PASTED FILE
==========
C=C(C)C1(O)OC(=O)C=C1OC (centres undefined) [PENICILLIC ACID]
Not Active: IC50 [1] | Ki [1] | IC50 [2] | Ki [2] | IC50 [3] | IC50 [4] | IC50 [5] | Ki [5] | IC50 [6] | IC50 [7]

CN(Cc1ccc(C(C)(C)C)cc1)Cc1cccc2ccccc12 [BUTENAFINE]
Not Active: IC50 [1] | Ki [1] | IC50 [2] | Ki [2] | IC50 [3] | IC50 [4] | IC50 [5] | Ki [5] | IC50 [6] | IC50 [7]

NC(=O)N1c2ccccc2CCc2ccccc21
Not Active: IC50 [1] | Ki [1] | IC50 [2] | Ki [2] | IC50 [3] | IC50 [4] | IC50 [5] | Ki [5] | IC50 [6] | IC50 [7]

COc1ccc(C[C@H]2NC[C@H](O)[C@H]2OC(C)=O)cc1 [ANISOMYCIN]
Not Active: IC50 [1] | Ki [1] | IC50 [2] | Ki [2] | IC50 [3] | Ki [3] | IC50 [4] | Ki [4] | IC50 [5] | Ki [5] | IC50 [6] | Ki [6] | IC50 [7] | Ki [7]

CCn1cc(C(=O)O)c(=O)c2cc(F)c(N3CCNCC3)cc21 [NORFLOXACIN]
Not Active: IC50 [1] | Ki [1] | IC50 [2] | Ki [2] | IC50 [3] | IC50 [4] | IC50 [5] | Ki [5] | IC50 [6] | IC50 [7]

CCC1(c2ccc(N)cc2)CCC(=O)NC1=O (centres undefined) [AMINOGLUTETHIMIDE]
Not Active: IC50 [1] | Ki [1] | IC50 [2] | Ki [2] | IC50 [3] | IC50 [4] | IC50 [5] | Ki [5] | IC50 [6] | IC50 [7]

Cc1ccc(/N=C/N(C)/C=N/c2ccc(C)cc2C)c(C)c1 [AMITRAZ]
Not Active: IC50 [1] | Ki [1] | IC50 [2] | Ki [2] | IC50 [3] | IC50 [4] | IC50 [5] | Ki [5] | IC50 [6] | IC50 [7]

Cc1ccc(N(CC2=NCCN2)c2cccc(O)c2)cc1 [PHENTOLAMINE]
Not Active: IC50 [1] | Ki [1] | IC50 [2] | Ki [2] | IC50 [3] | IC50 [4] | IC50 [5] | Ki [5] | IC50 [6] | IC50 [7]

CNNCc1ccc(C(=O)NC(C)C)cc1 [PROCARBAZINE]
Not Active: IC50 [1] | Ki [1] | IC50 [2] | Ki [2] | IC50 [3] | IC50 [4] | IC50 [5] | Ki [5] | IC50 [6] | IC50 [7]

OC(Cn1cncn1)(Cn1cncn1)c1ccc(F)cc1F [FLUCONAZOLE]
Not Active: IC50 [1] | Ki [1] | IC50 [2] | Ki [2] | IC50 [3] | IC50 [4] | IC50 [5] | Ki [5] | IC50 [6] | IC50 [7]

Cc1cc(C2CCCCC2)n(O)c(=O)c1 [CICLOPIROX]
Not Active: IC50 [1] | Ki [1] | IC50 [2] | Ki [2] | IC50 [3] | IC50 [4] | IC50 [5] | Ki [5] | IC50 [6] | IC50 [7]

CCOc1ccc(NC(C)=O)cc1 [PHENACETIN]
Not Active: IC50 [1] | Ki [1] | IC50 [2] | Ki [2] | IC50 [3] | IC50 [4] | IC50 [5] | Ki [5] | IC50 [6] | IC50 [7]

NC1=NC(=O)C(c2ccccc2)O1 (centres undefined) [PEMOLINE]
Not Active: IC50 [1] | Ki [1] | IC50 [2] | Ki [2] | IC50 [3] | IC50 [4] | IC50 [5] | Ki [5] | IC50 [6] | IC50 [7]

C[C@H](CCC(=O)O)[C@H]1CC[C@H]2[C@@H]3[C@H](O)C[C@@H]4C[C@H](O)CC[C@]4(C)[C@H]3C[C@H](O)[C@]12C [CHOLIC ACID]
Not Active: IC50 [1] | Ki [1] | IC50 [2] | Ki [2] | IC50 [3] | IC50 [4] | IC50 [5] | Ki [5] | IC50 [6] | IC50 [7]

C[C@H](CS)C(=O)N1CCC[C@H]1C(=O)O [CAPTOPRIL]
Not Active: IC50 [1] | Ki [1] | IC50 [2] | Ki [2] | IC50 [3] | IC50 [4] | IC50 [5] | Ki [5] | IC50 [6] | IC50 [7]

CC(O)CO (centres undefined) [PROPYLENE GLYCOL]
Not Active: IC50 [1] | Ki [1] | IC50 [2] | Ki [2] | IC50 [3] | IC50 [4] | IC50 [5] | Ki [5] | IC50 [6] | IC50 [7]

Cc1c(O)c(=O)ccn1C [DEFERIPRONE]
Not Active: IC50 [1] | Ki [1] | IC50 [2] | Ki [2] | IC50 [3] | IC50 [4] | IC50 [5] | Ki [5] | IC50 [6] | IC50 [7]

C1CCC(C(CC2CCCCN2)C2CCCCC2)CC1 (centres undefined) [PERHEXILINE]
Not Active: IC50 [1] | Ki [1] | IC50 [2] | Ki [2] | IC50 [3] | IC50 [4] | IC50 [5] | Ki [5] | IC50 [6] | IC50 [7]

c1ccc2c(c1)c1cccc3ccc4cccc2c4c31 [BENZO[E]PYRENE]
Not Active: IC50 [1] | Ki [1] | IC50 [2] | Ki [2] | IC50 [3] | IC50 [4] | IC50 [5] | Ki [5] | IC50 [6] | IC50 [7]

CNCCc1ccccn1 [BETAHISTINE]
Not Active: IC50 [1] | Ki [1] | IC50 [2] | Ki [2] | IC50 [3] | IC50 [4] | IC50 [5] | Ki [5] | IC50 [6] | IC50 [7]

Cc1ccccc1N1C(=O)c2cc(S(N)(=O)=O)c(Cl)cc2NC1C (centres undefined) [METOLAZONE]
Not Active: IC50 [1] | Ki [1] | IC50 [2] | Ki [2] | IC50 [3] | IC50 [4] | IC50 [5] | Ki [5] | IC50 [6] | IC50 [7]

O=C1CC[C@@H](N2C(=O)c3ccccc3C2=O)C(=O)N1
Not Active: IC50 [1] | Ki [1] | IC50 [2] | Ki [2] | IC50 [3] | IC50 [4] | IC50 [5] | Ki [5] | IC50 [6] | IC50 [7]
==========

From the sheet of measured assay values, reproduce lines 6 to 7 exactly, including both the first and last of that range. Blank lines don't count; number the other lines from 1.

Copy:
Not Active: IC50 [1] | Ki [1] | IC50 [2] | Ki [2] | IC50 [3] | IC50 [4] | IC50 [5] | Ki [5] | IC50 [6] | IC50 [7]

COc1ccc(C[C@H]2NC[C@H](O)[C@H]2OC(C)=O)cc1 [ANISOMYCIN]